Treatments for Tourette syndrome in children and young adults: A systematic review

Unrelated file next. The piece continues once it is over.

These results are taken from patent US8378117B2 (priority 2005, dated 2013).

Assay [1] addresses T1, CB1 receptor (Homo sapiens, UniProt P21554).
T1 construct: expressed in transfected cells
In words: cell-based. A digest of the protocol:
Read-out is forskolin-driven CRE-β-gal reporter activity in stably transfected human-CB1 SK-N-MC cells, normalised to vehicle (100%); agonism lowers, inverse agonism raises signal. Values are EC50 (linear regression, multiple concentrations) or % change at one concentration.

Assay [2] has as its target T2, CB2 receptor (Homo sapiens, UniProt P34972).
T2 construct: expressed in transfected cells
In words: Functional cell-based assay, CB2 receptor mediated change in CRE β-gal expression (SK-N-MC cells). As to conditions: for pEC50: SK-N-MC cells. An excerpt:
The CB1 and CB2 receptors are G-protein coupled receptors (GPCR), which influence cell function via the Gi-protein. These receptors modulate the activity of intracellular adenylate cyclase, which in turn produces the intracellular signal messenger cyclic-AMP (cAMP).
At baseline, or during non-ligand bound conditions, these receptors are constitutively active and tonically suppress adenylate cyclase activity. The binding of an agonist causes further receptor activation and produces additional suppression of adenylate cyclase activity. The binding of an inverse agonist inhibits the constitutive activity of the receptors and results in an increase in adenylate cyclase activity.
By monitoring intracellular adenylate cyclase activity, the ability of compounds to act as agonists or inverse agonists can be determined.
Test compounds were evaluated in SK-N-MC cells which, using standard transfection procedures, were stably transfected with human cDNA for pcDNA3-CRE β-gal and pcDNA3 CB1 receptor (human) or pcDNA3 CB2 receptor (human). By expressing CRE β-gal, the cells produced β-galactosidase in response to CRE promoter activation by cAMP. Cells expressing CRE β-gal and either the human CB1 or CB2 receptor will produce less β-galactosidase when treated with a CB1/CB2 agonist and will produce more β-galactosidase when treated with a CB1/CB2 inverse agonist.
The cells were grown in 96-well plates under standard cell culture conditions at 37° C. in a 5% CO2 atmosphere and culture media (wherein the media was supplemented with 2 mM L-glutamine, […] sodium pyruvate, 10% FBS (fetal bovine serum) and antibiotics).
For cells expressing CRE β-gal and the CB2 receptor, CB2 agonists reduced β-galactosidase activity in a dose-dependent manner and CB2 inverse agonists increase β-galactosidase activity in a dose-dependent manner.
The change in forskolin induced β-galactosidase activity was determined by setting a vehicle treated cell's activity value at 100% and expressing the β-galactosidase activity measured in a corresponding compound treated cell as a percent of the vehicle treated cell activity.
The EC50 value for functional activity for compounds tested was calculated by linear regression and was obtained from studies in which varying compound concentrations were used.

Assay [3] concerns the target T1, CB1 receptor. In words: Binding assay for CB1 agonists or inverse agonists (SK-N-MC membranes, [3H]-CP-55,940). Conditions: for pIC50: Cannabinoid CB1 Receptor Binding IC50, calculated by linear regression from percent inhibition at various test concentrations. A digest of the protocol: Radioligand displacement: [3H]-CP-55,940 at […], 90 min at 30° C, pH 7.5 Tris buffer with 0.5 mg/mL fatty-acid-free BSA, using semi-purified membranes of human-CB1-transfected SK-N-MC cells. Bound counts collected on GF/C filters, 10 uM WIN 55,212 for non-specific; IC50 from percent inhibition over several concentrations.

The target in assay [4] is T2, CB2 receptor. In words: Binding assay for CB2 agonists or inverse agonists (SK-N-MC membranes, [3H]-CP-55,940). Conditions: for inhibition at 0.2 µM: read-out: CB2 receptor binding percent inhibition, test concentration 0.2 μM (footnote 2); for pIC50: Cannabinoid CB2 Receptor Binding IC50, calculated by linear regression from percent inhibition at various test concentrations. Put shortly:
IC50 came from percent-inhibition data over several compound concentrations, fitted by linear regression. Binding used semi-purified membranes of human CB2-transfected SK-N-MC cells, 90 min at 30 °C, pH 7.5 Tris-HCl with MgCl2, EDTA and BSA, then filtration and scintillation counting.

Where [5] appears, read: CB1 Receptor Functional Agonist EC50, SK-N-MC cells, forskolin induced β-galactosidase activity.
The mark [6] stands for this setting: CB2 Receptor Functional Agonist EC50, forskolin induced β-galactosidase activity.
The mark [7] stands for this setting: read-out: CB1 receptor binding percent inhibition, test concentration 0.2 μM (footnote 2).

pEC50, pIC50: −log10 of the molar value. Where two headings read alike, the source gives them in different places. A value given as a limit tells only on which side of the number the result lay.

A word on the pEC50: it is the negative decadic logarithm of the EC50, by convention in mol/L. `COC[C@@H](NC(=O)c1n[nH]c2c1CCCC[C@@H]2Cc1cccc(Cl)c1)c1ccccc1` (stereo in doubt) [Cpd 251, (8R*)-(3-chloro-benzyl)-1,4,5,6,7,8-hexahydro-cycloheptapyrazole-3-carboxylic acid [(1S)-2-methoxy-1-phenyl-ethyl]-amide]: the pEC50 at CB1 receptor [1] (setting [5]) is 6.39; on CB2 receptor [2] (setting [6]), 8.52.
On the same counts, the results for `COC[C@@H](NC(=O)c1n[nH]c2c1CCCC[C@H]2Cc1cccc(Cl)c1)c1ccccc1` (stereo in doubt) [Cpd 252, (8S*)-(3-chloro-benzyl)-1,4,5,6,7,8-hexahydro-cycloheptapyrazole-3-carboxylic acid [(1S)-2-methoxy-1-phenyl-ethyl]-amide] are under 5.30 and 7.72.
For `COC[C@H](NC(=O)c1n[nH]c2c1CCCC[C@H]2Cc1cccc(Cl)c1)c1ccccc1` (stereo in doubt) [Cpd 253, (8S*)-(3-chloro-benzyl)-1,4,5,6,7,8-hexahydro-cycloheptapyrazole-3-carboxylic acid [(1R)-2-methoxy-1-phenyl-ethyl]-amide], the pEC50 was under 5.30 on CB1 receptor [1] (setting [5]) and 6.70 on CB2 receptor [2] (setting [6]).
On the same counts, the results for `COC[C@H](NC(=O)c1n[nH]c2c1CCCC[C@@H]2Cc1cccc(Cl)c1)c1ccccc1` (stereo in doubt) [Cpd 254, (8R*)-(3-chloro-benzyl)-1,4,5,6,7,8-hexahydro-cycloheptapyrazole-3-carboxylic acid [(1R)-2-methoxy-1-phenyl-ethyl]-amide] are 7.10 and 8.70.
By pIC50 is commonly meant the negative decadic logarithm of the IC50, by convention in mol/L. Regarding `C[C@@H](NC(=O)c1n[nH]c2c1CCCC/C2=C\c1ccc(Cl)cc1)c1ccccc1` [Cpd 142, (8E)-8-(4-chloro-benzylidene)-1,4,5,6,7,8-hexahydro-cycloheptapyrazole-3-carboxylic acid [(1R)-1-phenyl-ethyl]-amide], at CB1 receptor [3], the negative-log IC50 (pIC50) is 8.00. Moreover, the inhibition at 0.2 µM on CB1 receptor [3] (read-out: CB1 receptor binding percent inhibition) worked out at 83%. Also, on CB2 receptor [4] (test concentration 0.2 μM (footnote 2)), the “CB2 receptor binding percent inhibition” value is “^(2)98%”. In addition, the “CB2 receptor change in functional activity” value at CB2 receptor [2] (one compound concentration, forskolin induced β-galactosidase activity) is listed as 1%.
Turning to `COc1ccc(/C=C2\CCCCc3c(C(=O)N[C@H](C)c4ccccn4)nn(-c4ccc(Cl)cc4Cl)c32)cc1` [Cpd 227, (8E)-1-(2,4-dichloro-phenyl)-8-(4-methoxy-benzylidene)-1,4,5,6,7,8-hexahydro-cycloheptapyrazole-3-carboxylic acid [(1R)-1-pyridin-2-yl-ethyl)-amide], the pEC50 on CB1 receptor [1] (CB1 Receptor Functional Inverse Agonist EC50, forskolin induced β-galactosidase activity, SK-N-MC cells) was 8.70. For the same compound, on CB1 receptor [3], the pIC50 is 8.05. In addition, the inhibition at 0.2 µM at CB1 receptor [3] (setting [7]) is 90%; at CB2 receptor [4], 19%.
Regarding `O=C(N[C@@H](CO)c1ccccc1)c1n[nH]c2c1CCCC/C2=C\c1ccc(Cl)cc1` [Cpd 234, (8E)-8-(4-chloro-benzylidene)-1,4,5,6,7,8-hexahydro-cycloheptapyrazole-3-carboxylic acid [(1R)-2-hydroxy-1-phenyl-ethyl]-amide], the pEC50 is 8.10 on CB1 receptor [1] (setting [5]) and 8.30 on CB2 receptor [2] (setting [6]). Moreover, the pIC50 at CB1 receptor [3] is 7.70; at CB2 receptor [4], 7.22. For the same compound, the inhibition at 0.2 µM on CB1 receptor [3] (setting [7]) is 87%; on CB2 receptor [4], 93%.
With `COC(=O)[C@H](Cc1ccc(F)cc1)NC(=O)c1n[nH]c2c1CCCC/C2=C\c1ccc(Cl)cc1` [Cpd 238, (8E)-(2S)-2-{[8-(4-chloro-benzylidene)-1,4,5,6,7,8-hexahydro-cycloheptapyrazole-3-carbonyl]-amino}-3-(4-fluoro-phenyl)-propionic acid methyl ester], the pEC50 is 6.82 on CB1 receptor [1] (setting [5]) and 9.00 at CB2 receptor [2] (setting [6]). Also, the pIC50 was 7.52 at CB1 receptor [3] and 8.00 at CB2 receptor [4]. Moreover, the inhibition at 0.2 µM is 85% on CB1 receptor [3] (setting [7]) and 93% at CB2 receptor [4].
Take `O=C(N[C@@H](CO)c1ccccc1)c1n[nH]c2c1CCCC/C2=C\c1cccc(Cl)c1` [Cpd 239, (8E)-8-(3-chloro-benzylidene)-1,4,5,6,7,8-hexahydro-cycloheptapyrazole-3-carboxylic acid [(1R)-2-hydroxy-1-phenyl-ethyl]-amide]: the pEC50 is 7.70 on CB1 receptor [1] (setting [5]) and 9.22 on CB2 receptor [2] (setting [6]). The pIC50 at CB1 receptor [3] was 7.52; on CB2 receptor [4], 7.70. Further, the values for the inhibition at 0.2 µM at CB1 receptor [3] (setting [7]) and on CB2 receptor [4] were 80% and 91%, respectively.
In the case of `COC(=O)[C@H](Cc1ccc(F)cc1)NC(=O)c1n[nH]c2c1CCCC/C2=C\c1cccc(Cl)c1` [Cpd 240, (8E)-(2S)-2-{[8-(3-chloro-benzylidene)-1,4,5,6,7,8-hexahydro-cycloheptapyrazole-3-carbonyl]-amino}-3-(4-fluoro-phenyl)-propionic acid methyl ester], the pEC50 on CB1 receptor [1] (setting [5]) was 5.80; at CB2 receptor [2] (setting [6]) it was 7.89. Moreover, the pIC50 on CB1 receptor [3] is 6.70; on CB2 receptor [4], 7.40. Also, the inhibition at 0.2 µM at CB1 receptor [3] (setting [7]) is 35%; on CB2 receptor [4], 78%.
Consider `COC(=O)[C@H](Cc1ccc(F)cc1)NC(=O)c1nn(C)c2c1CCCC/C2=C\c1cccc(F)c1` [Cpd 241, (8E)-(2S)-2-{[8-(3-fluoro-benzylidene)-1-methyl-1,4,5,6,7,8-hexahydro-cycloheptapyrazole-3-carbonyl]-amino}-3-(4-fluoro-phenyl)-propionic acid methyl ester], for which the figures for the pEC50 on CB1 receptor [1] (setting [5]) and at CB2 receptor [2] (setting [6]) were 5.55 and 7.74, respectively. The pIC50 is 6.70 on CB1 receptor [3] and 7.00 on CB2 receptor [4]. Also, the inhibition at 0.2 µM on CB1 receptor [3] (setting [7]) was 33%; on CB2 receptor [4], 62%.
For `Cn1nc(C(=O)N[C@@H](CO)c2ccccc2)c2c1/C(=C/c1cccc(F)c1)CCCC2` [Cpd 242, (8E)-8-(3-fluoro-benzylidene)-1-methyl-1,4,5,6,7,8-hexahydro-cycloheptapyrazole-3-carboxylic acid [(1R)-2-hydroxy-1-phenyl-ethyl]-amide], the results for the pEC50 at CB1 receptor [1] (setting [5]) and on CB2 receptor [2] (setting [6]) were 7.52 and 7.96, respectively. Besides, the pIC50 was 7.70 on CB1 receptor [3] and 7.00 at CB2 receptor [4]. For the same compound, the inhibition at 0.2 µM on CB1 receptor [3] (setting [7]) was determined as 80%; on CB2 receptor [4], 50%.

ResumoIntroduction: Tourette's Syndrome (TS) is a neurodevelopmental disorder characterized by motor and / or vocal tics for more than 12 months. TS affects about 0.8% of pediatric patients and is associated with great functional impairment and psychological distress. The present study aims to list and compare the effectiveness of therapies used in children and young people with TS. Methods: PubMed / MEDLINE, Cochrane Library, ScienceDirect, SciELO and Lilacs were used from September 2020 to April 2021 to search for randomized clinical trials with pharmacological, behavioral, physical or alternative interventions for tics in children and young people with ST. Results: 13 clinical trials were included, of which six pharmacological, six behavioral and one of other conformation. The global score on the Yale Global Tic Severity Scale showed evidence in favor of Habit Reversal Training (HRT) and Comprehensive Behavioral Intervention for Tics (CBIT). Evidence from two studies suggests that antipsychotic medications improve tic scores. Evidence from other interventions has shown no conclusive benefit. Conclusions: The present study identified benefits with the use of antipsychotics. The study also found that HRT and CBIT showed improvement in reducing the severity of tics, in addition to not having any adverse effects. These therapies showed significant clinical improvement, but there is no comparison between the use of these isolated approaches in relation to their use associated with medications. In view of the different forms of therapy, further studies are needed to identify the effectiveness and the profile of adverse effects of these interventions.